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Transformers: Revenge of the Fallen Review – Not Much More Than Meets the CGI

Transformers: Revenge of the Fallen Review – Not Much More Than Meets the CGI” width=”560″/>

I love that they’re called “Decepticons.” Like The Core dubbing the ultra-rare element that can slice through diamonds “unobtainium,” naming villainous robots “Decepticons” is a lovely bit of Saturday-morning-cartoon kitsch — virtually perfect for a story about an alien race of “autobots” that transform back-and-forth between 200-foot-tall metal warriors and, for some reason, Earth cars. And it is practically begging for a brisk, breezy, candy-colored treat of a movie — a summer flick that embraces the silliness, runs with it, makes us smile.

At the risk of stating the obvious, Michael Bay is not the person to deliver such a movie. He wasn’t the right person in 2007 when the original Transformers was released, and he’s not the right person today. Transformers: Revenge of the Fallen is loud, lumbering and long, entirely unconcerned with telling a story or doing anything other than sustaining a din of metal clangs and explosions.

Bay is vilified as the baron of mindless big-budget action, but of course “big-budget” is not the problem. “Mindless” is closer. He is the unchecked id of Hollywood filmmaking, let loose with hundreds of millions of dollars to make things ‘splode, but untempered by any conception of pacing, suspense or tension — you know, the things that make action movies enjoyable. The term “mind-numbing” was invented for him, and you haven’t seen “mind-numbing” until you’ve seen Revenge of the Fallen.

I gather this franchise is a nostalgia trip for many people my age, and if that’s all you seek, you may not be disappointed (though you could probably just as easily leave after thirty minutes). Revenge of the Fallen features all the Decepticon-on-Autobot action you could ask for. There’s even some sort of super-Decepticon — an ancient evil robot (though not, as best as I could tell, an actual Transformer) who wants to activate a machine buried in the Earth that would destroy the sun. Why? I think it has something to do with mining it for energy, though no one else seems particularly eager to do so. Somehow or other, Sam Witwicky (Shia LaBeouf) and his hot girlfriend from the first movie (Megan Fox, whose hotness is mentioned at every opportunity) get involved and start roaming the globe looking for a way to stop the Decepticons. After a while, the movie turns into a sustained action set piece, and the significance of any particular explosion or robot smackdown becomes difficult to pin down.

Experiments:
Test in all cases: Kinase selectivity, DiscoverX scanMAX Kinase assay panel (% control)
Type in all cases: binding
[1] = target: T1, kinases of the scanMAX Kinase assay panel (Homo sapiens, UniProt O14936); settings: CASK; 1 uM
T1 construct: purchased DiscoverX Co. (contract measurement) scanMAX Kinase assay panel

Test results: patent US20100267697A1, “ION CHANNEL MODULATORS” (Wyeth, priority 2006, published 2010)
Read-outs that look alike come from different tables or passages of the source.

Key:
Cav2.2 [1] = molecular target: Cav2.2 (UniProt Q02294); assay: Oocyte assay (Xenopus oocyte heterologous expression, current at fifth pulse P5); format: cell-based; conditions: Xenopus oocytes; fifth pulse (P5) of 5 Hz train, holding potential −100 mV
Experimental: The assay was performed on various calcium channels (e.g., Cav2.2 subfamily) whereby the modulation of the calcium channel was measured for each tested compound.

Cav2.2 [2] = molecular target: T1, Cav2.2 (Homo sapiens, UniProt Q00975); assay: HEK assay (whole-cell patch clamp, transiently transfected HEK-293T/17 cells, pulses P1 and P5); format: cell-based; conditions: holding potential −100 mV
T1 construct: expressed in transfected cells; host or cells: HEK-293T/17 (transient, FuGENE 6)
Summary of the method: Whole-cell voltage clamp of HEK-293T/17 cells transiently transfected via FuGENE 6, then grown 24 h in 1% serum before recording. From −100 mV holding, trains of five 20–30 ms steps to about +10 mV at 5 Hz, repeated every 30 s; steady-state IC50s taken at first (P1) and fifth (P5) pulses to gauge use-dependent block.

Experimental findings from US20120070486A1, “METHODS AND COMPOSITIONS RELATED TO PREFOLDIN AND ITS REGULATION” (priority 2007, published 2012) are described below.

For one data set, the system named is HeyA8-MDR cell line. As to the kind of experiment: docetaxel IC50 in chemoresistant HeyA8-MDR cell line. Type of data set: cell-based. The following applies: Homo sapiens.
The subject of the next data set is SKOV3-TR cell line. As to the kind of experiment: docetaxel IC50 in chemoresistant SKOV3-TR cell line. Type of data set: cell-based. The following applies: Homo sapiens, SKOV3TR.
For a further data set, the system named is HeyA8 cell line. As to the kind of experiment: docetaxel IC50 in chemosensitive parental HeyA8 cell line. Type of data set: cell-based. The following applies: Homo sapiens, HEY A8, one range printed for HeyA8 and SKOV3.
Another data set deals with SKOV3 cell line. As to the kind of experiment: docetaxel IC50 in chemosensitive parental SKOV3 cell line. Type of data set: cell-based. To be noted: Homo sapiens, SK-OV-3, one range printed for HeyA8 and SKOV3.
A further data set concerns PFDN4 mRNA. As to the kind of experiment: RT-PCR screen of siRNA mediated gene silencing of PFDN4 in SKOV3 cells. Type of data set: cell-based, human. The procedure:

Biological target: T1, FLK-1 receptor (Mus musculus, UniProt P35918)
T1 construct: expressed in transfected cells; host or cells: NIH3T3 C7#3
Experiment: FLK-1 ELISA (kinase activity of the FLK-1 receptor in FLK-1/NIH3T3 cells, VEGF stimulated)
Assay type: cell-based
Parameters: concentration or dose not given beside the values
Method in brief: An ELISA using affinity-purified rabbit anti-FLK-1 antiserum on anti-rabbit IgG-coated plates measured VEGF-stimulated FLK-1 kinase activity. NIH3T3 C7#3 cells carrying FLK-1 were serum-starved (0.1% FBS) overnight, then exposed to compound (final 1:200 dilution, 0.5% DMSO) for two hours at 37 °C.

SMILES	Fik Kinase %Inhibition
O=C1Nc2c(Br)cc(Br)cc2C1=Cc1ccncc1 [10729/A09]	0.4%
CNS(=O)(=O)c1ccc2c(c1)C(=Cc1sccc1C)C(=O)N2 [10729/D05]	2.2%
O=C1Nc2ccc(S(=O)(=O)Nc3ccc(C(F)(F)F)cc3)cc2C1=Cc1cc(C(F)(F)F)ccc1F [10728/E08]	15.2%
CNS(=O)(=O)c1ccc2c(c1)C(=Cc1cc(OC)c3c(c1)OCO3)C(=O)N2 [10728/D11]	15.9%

Revenge of the Fallen is two-and-a-half hours of top-shelf special effects deployed indiscriminately; a roaring, plotless, character-less mess that sees mainstream moviegoers as money-spending, barely sentient automatons. I want to emphasize the two and a half hours, because that running time seems downright criminal. It filled me with despair. At some point — probably around 100 minutes in, though I didn’t have a watch — I became convinced that the movie would never end. It’s not just that it felt long (though did it ever) but that there seemed to be no reason why it could not go on forever. Without a narrative shape, any specific ending point could only be arbitrary.

A few things did jump out at me from the miasma of fireballs and noise. The movie is casually racist in a rather appalling way — among other things, there’s a duo of jive-talking “black” autobots who, the movie helpfully points out, “don’t read much.” I agree that Megan Fox is attractive, but Bay absolutely leers at her with his camera in a way that started to make me uncomfortable. And Bay’s self-regard scales new heights, as a poster for Bad Boys II is prominently displayed on the wall of Sam’s dorm and fills the screen on more than one occasion. As if any self-respecting college student would hang an enormous Bad Boys II poster in his room.

But what’s most offensive about Revenge of the Fallen is the boredom — awful, escalating boredom that transcended mere indifference, and even annoyance. Critics blithely refer to movies as “painful” all the time, but this is the real deal. I see how Transformers could be charming, but in the hands of Michael Bay it is — as much as any movie could ever be, I think — torture.

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